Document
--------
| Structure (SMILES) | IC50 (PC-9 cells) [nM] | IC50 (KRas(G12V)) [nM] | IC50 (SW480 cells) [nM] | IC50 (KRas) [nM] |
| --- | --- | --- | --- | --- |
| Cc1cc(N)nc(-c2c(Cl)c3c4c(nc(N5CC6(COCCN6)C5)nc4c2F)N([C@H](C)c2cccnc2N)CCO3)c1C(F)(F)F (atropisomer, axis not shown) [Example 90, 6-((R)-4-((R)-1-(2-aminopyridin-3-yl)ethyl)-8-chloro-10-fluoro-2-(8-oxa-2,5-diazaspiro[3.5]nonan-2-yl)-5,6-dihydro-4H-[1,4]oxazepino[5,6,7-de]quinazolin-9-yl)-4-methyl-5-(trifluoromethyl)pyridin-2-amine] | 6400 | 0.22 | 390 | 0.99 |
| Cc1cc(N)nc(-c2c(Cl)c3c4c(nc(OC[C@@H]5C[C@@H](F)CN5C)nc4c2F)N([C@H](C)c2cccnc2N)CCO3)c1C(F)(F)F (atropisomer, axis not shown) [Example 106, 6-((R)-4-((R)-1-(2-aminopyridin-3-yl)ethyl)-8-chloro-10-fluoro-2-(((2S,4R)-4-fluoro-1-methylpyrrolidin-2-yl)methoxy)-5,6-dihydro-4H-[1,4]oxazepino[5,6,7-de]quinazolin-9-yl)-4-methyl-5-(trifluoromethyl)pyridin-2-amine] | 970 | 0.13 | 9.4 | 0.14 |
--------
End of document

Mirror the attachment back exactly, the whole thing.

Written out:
| Structure (SMILES) | IC50 (PC-9 cells) [nM] | IC50 (KRas(G12V)) [nM] | IC50 (SW480 cells) [nM] | IC50 (KRas) [nM] |
| --- | --- | --- | --- | --- |
| Cc1cc(N)nc(-c2c(Cl)c3c4c(nc(N5CC6(COCCN6)C5)nc4c2F)N([C@H](C)c2cccnc2N)CCO3)c1C(F)(F)F (atropisomer, axis not shown) [Example 90, 6-((R)-4-((R)-1-(2-aminopyridin-3-yl)ethyl)-8-chloro-10-fluoro-2-(8-oxa-2,5-diazaspiro[3.5]nonan-2-yl)-5,6-dihydro-4H-[1,4]oxazepino[5,6,7-de]quinazolin-9-yl)-4-methyl-5-(trifluoromethyl)pyridin-2-amine] | 6400 | 0.22 | 390 | 0.99 |
| Cc1cc(N)nc(-c2c(Cl)c3c4c(nc(OC[C@@H]5C[C@@H](F)CN5C)nc4c2F)N([C@H](C)c2cccnc2N)CCO3)c1C(F)(F)F (atropisomer, axis not shown) [Example 106, 6-((R)-4-((R)-1-(2-aminopyridin-3-yl)ethyl)-8-chloro-10-fluoro-2-(((2S,4R)-4-fluoro-1-methylpyrrolidin-2-yl)methoxy)-5,6-dihydro-4H-[1,4]oxazepino[5,6,7-de]quinazolin-9-yl)-4-methyl-5-(trifluoromethyl)pyridin-2-amine] | 970 | 0.13 | 9.4 | 0.14 |